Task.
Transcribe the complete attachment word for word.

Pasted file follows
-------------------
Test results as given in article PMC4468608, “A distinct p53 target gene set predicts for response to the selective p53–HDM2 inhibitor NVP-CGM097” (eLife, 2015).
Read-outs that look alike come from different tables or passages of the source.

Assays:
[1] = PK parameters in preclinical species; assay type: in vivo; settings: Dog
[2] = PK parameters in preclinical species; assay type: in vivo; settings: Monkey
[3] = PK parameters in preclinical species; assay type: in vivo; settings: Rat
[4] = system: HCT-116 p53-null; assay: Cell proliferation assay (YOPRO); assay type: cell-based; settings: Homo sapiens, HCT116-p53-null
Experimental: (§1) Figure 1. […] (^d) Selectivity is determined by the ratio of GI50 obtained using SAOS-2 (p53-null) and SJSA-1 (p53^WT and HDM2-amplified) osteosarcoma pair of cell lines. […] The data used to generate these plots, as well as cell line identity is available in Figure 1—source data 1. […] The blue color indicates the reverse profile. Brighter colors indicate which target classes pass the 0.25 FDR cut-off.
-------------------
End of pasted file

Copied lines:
Test results as given in article PMC4468608, “A distinct p53 target gene set predicts for response to the selective p53–HDM2 inhibitor NVP-CGM097” (eLife, 2015).
Read-outs that look alike come from different tables or passages of the source.

Assays:
[1] = PK parameters in preclinical species; assay type: in vivo; settings: Dog
[2] = PK parameters in preclinical species; assay type: in vivo; settings: Monkey
[3] = PK parameters in preclinical species; assay type: in vivo; settings: Rat
[4] = system: HCT-116 p53-null; assay: Cell proliferation assay (YOPRO); assay type: cell-based; settings: Homo sapiens, HCT116-p53-null
Experimental: (§1) Figure 1. […] (^d) Selectivity is determined by the ratio of GI50 obtained using SAOS-2 (p53-null) and SJSA-1 (p53^WT and HDM2-amplified) osteosarcoma pair of cell lines. […] The data used to generate these plots, as well as cell line identity is available in Figure 1—source data 1. […] The blue color indicates the reverse profile. Brighter colors indicate which target classes pass the 0.25 FDR cut-off.